Yesterday's Ticker story about a satirical article on lewd dancing penned by Traverse City Central High School students in the school's Black & Gold newspaper – and about the ensuing complaints the school received from parents – generated a fierce debate among readers on whether limits should be set on students expressing themselves in school venues. Scott Hardin of Black & Gold contacted The Ticker and asked to share a student perspective on the piece, intentions behind its creation, thoughts on the resulting controversy, and responses to some of the local media coverage. Below is his perspective, in his own words.
Scott Hardin, Student Editor of the The Leek (satire section of Black & Gold):
As editor of The Leek, the satirical page in Central's Black & Gold, I have become a little distraught over the fact that both radio stations and local press have neglected to contact the actual creators of the “grinding” infographic that has created so much controversy. We haven't been able to express our rationale for running the graphic or convey the message we were trying to send. Many vital details have been misrepresented and certain aspects have been left out.
For instance, nobody reported that both students featured in the graphic are in fact the same person. She was one of the students who helped organize the “Stay Gold” dance to circumvent Central’s new no-grinding policy. Central students, our target audience, recognize this. Someone so involved in the whole situation helping us lampoon grinding was an important clue to the satire. People who have seen the piece out of context sadly also missed out on the disclaimer which explains that The Leek is satirical. This led to a lot of misconceptions.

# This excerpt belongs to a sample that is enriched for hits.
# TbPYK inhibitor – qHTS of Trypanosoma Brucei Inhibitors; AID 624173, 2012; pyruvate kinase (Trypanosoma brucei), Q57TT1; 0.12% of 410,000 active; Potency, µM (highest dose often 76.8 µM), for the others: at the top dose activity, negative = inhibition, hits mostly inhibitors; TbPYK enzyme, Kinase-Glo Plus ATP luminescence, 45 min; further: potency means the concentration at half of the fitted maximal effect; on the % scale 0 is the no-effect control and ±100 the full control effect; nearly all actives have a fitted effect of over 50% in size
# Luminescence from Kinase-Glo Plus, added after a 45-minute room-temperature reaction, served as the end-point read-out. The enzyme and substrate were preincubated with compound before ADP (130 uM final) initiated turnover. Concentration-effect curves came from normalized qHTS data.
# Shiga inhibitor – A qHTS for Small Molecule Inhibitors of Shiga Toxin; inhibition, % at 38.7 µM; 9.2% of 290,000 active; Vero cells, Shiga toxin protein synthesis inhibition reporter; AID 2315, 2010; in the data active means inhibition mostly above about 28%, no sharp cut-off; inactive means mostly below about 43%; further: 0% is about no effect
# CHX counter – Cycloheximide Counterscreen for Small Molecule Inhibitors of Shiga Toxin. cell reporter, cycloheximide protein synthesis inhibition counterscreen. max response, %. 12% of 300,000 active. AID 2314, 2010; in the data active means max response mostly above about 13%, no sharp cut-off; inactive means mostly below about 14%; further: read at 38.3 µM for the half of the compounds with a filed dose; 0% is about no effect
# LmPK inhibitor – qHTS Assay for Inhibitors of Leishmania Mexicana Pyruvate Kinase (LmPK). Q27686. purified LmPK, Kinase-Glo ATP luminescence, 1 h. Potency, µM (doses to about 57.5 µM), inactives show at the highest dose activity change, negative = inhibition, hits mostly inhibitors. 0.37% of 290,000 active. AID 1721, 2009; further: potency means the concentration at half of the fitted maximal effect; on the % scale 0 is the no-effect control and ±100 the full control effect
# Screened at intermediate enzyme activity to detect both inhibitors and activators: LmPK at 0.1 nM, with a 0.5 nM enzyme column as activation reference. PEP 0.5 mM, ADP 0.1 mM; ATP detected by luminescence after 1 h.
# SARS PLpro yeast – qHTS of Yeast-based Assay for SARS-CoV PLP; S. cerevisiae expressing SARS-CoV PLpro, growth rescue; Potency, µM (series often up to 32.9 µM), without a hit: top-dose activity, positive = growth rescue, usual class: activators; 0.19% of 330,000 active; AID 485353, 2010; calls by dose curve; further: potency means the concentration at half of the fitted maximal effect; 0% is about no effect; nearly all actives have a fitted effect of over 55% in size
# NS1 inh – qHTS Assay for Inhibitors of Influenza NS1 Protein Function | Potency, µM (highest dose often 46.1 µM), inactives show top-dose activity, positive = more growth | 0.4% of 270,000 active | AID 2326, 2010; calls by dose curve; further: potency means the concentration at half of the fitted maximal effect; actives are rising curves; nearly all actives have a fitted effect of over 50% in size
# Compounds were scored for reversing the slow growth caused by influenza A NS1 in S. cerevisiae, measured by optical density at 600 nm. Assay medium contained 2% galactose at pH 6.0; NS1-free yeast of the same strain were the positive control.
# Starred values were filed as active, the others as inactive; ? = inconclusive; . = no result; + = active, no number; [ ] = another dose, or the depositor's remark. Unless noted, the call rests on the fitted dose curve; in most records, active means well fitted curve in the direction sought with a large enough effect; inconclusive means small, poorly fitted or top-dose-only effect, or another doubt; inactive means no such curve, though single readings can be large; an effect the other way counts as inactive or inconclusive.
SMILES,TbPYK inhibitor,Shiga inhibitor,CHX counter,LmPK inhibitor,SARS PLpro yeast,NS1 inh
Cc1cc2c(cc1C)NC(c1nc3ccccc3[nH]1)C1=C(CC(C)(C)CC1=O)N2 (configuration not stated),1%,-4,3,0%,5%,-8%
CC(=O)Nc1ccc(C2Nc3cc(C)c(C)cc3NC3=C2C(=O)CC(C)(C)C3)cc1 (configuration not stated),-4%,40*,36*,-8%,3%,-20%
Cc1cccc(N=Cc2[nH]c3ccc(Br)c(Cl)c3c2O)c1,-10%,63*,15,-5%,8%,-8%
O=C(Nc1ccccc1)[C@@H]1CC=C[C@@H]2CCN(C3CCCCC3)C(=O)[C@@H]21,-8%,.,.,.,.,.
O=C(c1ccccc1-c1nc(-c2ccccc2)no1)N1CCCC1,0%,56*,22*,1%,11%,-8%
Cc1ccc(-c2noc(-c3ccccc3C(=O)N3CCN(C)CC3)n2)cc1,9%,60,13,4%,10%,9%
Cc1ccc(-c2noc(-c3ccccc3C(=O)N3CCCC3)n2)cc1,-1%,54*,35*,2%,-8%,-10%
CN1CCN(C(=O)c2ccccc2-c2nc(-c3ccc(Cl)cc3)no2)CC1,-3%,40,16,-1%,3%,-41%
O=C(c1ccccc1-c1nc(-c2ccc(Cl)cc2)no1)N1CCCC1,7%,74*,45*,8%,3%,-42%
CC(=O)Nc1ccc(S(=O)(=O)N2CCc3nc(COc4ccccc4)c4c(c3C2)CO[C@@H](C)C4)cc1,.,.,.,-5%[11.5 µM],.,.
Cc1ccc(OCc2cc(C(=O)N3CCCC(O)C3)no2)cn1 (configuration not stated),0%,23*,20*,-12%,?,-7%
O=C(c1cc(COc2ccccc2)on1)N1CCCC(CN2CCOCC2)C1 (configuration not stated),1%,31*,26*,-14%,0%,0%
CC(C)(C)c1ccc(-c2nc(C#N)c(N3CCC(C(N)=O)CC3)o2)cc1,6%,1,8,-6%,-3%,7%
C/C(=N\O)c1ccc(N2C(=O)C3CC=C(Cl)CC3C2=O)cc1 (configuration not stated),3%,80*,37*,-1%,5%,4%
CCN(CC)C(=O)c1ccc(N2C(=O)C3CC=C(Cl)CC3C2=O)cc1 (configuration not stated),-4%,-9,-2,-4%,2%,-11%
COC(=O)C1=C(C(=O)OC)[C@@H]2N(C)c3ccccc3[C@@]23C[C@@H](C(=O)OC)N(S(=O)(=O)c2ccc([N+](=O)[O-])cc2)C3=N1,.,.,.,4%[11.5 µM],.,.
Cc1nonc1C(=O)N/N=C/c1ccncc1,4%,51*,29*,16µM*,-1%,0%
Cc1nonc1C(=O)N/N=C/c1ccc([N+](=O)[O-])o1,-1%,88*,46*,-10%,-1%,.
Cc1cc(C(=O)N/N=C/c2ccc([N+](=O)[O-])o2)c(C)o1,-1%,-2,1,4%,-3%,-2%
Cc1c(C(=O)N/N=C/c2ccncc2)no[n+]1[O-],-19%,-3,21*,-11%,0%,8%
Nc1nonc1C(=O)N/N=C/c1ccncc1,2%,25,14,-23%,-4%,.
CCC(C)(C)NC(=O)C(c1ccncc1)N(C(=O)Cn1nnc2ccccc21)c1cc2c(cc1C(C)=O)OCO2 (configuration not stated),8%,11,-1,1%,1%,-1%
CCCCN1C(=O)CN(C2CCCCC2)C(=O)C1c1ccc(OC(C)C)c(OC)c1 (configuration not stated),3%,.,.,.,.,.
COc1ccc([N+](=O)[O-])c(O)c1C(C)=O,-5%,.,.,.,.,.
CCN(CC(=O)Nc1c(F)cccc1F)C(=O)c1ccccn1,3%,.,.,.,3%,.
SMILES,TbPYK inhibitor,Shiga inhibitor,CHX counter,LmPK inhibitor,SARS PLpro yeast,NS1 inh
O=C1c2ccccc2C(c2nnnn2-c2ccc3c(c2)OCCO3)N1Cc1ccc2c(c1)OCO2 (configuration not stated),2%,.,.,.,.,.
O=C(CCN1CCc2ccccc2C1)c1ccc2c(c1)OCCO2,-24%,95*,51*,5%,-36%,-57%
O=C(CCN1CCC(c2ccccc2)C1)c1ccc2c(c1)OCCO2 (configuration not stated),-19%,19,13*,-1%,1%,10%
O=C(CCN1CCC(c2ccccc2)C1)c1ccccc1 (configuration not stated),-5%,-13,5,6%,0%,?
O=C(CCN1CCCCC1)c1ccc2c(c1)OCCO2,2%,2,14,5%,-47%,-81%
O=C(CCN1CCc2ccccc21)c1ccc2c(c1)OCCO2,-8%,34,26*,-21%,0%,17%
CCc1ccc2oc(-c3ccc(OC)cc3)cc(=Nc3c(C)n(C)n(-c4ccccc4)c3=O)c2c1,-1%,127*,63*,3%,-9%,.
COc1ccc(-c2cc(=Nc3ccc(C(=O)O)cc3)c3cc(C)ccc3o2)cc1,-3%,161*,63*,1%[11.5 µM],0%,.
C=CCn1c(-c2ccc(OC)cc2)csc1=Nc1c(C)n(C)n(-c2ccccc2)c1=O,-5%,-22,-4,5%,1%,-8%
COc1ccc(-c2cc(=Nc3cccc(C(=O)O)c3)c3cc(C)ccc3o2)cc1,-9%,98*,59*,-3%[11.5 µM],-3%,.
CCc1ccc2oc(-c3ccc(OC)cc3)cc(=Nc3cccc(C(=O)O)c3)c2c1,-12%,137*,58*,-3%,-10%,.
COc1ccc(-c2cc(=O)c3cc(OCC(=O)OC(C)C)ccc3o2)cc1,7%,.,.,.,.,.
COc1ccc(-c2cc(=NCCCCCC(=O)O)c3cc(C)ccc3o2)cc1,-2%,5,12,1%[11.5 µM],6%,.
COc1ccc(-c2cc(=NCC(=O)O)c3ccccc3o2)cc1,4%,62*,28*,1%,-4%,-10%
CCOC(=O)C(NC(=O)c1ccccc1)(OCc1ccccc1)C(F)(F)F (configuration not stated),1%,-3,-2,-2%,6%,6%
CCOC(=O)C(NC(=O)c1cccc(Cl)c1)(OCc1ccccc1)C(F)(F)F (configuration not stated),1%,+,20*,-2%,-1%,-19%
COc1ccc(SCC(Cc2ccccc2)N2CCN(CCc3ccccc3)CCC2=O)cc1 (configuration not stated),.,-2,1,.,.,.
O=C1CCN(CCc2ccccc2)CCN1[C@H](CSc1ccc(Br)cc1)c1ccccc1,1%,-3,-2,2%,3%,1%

The Leek is in no way affiliated with “Stay Gold” and in no way condones grinding. When news sources ran articles saying the graphic was “satirical,” they didn't specify what exactly we were criticizing. A lot of people assumed we were attacking TCAPS, but this is far from the truth.
Kids across the country see grinding at school dances all the time. We ran the graphic to show students what grinding actually looks like through the eyes of adults. When parents look at what we did and say it is inappropriate, it means we did our job as satirists. We both mocked how absolutely ridiculous the dance looks, and more subtly mocked the administration for taking as long as they have to getting around to changing dance rules. Most of all, we mocked students who feel they are somehow entitled to do something so sexually explicit on school grounds. We made fun of ourselves.
The Facebook posts from local radio stations led to numerous comments from people who we never intended to be our audience, and a few are a bit shocking. Some have criticized my parents for being “godless,” others have brought into question the amount of adult oversight the Black & Gold has, and one has gone as far to suggest that we be “flogged.” I can say without a shred of doubt that our adviser, Missi Yeomans, is an impeccable teacher and sat us down to thoroughly flesh out the rationale for running the graphic. Most of the criticism seems to have come from those who simply don’t understand what they were looking at. Some comments make it seem that some viewers may not actually have read the graphic and missed out on the extreme hyperbole we used to satirize grinding. “Locate victim’s hips and latch hold” and “grind at an appropriate velocity” are quite absurd bits of advice and are not meant to be taken seriously.
It was never our intent to spark a controversy over what is and isn't acceptable to print in a high school paper, so we hope to shift the discussion to the subject of grinding as a whole. Hopefully that’s something we can keep doing through humor.